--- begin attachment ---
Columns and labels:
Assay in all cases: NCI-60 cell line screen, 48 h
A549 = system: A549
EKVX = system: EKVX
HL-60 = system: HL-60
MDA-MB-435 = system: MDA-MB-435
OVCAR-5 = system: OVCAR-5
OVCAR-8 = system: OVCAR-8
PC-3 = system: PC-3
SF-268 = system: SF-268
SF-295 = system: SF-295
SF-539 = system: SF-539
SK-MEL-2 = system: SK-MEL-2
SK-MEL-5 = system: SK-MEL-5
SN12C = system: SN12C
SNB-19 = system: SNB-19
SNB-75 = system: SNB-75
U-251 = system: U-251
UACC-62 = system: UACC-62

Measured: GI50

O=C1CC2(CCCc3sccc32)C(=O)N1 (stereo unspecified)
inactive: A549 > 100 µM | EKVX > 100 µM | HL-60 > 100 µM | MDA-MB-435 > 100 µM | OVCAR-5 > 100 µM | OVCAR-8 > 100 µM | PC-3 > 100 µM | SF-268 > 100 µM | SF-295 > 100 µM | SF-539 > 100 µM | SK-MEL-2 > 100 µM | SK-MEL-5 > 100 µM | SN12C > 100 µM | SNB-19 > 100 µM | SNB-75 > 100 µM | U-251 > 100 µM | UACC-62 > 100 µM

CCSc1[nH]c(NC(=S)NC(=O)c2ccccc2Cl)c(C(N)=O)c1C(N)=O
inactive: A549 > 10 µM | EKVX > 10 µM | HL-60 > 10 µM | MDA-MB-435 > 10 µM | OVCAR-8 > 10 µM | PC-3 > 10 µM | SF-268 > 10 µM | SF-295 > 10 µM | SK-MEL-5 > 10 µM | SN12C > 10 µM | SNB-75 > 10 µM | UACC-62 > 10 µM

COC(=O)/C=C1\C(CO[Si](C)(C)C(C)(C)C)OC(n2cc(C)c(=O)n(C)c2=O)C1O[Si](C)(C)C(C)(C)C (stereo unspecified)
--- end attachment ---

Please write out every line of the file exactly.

Columns and labels:
Assay in all cases: NCI-60 cell line screen, 48 h
A549 = system: A549
EKVX = system: EKVX
HL-60 = system: HL-60
MDA-MB-435 = system: MDA-MB-435
OVCAR-5 = system: OVCAR-5
OVCAR-8 = system: OVCAR-8
PC-3 = system: PC-3
SF-268 = system: SF-268
SF-295 = system: SF-295
SF-539 = system: SF-539
SK-MEL-2 = system: SK-MEL-2
SK-MEL-5 = system: SK-MEL-5
SN12C = system: SN12C
SNB-19 = system: SNB-19
SNB-75 = system: SNB-75
U-251 = system: U-251
UACC-62 = system: UACC-62

Measured: GI50

O=C1CC2(CCCc3sccc32)C(=O)N1 (stereo unspecified)
inactive: A549 > 100 µM | EKVX > 100 µM | HL-60 > 100 µM | MDA-MB-435 > 100 µM | OVCAR-5 > 100 µM | OVCAR-8 > 100 µM | PC-3 > 100 µM | SF-268 > 100 µM | SF-295 > 100 µM | SF-539 > 100 µM | SK-MEL-2 > 100 µM | SK-MEL-5 > 100 µM | SN12C > 100 µM | SNB-19 > 100 µM | SNB-75 > 100 µM | U-251 > 100 µM | UACC-62 > 100 µM

CCSc1[nH]c(NC(=S)NC(=O)c2ccccc2Cl)c(C(N)=O)c1C(N)=O
inactive: A549 > 10 µM | EKVX > 10 µM | HL-60 > 10 µM | MDA-MB-435 > 10 µM | OVCAR-8 > 10 µM | PC-3 > 10 µM | SF-268 > 10 µM | SF-295 > 10 µM | SK-MEL-5 > 10 µM | SN12C > 10 µM | SNB-75 > 10 µM | UACC-62 > 10 µM

COC(=O)/C=C1\C(CO[Si](C)(C)C(C)(C)C)OC(n2cc(C)c(=O)n(C)c2=O)C1O[Si](C)(C)C(C)(C)C (stereo unspecified)